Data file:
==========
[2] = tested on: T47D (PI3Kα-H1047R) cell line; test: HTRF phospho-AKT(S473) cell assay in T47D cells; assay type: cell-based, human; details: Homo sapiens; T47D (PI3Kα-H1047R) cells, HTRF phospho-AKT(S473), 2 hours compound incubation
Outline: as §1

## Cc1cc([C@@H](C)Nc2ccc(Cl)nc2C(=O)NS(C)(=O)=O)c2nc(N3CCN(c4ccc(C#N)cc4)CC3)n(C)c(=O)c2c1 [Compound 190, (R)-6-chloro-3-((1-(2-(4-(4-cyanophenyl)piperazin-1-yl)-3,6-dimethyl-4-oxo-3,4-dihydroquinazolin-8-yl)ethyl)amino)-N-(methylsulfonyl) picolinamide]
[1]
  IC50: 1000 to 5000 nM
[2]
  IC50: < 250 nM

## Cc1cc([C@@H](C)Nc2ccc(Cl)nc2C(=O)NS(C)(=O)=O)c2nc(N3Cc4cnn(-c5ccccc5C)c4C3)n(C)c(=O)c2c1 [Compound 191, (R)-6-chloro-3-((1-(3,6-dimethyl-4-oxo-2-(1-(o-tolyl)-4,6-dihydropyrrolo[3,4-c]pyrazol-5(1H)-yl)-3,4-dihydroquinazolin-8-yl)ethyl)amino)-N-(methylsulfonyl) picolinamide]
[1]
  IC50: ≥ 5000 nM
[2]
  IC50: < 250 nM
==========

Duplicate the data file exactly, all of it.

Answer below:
[2] = tested on: T47D (PI3Kα-H1047R) cell line; test: HTRF phospho-AKT(S473) cell assay in T47D cells; assay type: cell-based, human; details: Homo sapiens; T47D (PI3Kα-H1047R) cells, HTRF phospho-AKT(S473), 2 hours compound incubation
Outline: as §1

## Cc1cc([C@@H](C)Nc2ccc(Cl)nc2C(=O)NS(C)(=O)=O)c2nc(N3CCN(c4ccc(C#N)cc4)CC3)n(C)c(=O)c2c1 [Compound 190, (R)-6-chloro-3-((1-(2-(4-(4-cyanophenyl)piperazin-1-yl)-3,6-dimethyl-4-oxo-3,4-dihydroquinazolin-8-yl)ethyl)amino)-N-(methylsulfonyl) picolinamide]
[1]
  IC50: 1000 to 5000 nM
[2]
  IC50: < 250 nM

## Cc1cc([C@@H](C)Nc2ccc(Cl)nc2C(=O)NS(C)(=O)=O)c2nc(N3Cc4cnn(-c5ccccc5C)c4C3)n(C)c(=O)c2c1 [Compound 191, (R)-6-chloro-3-((1-(3,6-dimethyl-4-oxo-2-(1-(o-tolyl)-4,6-dihydropyrrolo[3,4-c]pyrazol-5(1H)-yl)-3,4-dihydroquinazolin-8-yl)ethyl)amino)-N-(methylsulfonyl) picolinamide]
[1]
  IC50: ≥ 5000 nM
[2]
  IC50: < 250 nM